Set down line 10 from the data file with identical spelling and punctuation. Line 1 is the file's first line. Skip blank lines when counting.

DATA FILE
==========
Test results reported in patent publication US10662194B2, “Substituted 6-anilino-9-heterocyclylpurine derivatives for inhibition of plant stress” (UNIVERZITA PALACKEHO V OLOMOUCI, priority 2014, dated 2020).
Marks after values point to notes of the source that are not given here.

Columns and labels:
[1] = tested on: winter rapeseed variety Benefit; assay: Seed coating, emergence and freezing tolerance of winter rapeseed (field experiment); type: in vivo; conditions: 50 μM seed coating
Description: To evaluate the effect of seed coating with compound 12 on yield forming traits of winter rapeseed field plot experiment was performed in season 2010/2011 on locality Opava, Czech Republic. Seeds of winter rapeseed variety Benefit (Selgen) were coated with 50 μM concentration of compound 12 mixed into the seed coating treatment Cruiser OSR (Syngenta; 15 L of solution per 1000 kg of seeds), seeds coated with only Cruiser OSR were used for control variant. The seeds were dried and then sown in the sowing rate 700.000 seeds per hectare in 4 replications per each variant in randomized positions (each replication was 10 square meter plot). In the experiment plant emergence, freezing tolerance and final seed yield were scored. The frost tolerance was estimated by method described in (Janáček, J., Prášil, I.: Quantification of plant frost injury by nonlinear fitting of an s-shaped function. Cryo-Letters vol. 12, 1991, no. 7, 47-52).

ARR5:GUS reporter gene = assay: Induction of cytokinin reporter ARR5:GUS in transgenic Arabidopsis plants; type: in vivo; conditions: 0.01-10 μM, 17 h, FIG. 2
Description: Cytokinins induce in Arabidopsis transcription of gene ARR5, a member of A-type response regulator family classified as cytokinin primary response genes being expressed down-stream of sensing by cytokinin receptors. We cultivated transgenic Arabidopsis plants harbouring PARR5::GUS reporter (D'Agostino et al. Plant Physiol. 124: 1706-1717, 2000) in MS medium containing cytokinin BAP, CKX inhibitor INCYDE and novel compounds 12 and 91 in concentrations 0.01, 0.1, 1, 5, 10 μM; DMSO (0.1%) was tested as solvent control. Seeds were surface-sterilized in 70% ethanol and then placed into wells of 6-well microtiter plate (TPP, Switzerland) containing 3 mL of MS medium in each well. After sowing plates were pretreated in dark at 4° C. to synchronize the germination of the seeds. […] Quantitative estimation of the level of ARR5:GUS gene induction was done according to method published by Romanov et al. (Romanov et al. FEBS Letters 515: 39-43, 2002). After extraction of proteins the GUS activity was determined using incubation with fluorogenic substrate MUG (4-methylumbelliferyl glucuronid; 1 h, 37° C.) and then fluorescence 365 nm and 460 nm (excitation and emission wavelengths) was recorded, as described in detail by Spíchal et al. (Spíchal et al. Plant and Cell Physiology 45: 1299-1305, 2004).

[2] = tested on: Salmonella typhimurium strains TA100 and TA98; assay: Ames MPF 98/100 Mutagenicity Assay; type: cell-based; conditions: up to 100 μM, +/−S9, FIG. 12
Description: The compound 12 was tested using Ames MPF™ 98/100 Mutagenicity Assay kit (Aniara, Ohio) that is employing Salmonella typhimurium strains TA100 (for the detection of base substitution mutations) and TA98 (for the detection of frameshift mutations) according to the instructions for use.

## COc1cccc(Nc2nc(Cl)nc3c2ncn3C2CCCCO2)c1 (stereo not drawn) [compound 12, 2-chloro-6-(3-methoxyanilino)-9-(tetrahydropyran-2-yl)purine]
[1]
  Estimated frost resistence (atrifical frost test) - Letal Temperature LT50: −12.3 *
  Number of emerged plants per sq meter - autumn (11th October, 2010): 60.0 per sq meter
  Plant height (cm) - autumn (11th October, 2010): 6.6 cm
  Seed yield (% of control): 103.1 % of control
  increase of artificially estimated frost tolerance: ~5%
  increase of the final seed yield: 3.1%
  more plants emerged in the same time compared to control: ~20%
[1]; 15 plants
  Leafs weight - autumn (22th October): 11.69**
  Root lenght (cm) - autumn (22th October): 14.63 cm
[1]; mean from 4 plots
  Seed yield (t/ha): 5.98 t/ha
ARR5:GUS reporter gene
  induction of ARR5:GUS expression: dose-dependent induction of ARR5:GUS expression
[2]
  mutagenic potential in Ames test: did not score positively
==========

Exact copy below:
## COc1cccc(Nc2nc(Cl)nc3c2ncn3C2CCCCO2)c1 (stereo not drawn) [compound 12, 2-chloro-6-(3-methoxyanilino)-9-(tetrahydropyran-2-yl)purine]